The outbox is a pattern that provides an exactly-once message processing experience even when dealing with transports and databases that don't support distributed transactions, such as RabbitMQ and MongoDB. This is done by storing the incoming message ID and the outgoing messages in the same transaction as the business state change.
The outbox can be used with any transport and with any persistence component that supports synchronized storage sessions.
Instead of preventing the duplicates, the outbox detects them and ensures that the effects of processing duplicate messages are ignored and not persisted.
In situations where neither of the built-in de-duplication strategies can be applied, the de-duplication of messages must be handled at the application level, in the message handler itself. In these cases, the synchronized storage session should not be used, and each handler should guarantee the idempotence of its behavior.
Message-processing logic is idempotent if it can be applied multiple times, and the outcome is the same as if it were applied once. The outcome includes both the application state changes and the potential outgoing messages sent. Consider the following pseudocode that demonstrates how not to implement idempotent message handling:
public async Task Handle(MyMessage message,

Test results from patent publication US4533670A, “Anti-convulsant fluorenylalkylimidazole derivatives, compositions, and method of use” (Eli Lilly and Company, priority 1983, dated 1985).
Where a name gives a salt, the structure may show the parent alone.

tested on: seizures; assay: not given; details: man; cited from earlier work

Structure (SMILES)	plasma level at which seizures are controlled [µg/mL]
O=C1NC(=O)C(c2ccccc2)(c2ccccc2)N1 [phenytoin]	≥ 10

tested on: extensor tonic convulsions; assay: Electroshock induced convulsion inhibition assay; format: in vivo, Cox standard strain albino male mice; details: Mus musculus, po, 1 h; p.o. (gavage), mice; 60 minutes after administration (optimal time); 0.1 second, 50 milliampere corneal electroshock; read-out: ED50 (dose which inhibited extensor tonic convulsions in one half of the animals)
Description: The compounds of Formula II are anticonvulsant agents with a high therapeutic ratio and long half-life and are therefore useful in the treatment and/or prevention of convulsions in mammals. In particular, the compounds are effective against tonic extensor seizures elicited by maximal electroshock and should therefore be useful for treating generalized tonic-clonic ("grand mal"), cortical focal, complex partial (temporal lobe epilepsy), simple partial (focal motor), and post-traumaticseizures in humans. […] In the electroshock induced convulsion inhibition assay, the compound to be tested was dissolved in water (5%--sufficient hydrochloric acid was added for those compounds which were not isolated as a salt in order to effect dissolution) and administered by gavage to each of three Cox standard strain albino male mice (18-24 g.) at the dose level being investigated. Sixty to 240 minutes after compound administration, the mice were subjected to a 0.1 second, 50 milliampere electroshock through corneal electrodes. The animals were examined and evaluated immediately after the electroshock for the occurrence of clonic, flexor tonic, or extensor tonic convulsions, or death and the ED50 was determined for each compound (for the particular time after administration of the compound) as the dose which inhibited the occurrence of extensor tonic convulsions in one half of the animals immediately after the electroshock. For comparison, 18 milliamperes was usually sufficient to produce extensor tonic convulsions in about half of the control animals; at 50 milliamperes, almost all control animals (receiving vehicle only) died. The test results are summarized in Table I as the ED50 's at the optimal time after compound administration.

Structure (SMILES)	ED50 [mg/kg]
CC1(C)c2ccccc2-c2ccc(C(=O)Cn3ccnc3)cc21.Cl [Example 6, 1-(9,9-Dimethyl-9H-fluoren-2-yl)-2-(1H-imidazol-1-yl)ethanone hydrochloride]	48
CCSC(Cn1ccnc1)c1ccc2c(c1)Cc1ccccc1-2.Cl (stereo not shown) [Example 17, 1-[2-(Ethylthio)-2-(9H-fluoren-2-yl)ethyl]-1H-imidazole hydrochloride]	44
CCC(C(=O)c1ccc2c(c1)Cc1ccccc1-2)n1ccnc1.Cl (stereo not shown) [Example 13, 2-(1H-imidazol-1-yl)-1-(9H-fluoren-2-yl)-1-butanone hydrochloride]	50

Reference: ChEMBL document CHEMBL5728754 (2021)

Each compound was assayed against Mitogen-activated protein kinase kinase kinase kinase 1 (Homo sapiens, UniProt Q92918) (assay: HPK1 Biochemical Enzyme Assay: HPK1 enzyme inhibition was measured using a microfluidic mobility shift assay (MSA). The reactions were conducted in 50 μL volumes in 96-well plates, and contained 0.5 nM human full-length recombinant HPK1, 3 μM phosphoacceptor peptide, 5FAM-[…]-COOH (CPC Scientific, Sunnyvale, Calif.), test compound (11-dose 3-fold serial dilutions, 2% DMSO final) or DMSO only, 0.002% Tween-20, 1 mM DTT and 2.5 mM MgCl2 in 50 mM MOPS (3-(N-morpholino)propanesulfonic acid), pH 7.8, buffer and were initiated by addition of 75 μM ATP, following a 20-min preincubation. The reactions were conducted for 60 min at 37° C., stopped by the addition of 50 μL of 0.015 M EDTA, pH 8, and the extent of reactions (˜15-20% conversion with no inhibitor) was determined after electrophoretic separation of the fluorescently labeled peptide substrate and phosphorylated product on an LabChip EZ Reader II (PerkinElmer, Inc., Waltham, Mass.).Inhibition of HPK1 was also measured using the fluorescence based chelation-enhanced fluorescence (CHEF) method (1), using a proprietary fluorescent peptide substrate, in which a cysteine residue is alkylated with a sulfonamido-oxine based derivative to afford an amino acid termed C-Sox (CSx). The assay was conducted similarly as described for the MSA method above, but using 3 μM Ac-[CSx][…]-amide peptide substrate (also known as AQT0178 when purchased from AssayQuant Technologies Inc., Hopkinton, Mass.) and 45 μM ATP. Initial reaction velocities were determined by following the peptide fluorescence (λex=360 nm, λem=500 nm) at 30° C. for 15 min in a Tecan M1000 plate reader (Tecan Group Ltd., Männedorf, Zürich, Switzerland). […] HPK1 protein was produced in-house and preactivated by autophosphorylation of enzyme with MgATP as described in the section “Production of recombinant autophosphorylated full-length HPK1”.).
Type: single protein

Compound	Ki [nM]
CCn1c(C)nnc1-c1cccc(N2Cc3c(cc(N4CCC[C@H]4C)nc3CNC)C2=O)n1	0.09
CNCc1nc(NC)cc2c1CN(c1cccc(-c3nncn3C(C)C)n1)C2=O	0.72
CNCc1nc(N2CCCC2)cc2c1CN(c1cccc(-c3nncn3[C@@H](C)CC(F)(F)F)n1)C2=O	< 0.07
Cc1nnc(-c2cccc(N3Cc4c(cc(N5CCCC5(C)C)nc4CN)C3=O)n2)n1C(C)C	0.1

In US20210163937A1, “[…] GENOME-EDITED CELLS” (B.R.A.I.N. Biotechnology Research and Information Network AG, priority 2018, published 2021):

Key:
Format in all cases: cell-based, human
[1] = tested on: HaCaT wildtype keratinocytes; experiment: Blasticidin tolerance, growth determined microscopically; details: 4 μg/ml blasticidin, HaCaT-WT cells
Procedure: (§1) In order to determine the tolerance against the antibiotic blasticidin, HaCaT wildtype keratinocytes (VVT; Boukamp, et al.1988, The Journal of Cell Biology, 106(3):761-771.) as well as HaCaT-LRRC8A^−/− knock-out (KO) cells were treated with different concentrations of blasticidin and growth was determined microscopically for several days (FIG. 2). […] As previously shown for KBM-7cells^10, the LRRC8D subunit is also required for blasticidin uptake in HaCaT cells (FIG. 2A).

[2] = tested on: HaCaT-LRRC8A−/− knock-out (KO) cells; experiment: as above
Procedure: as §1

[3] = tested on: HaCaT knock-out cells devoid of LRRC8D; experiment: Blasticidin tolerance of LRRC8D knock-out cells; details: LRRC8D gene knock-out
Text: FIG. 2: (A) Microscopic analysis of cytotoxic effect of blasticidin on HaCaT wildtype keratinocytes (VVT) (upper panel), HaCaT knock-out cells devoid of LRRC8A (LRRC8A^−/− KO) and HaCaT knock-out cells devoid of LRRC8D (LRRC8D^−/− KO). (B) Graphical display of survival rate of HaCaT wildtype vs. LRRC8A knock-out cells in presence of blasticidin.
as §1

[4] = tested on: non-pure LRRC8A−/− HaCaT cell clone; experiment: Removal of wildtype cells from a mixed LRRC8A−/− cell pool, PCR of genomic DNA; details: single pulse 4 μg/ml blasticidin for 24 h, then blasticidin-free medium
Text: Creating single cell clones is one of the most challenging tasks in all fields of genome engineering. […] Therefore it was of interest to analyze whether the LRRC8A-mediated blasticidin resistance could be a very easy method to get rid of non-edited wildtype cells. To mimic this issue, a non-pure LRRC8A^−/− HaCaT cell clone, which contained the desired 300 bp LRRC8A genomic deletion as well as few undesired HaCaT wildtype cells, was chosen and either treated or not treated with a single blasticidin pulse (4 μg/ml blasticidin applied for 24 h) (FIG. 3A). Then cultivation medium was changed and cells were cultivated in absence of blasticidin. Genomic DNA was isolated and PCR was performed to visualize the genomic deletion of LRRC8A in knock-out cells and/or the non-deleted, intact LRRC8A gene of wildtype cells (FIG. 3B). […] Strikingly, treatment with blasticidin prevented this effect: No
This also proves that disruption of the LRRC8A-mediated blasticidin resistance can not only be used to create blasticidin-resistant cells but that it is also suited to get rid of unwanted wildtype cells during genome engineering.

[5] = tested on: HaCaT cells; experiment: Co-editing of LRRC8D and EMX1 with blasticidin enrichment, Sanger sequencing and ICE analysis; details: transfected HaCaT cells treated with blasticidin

await context.Send(new MyOutgoingMessage());
and think about the behavior of the message processing:
- NServiceBus, by default, defers sending messages until the message handler has finished, so the behavior of the code above is as if the call to
Sendwas after the call to
- If outgoing messages are sent before the state change is committed (e.g., if the code above used immediate dispatch), there is a risk of creating ghost messages -- messages that carry the state change that has never been made durable.
- If outgoing messages are sent after the state change is committed, there is a risk of message loss if the send operation fails. To prevent this, the outgoing messages must be re-sent even if it appears to be a duplicate.
- If re-sending messages is implemented, multiple copies of the same message may be sent to the downstream endpoints.
- If message identity is used for de-duplication, message IDs must be generated deterministically.
- If outgoing messages depend on the application state, the code above is incorrect when messages can get re-ordered (e.g. by infrastructure failures, recoverability or competing consumers).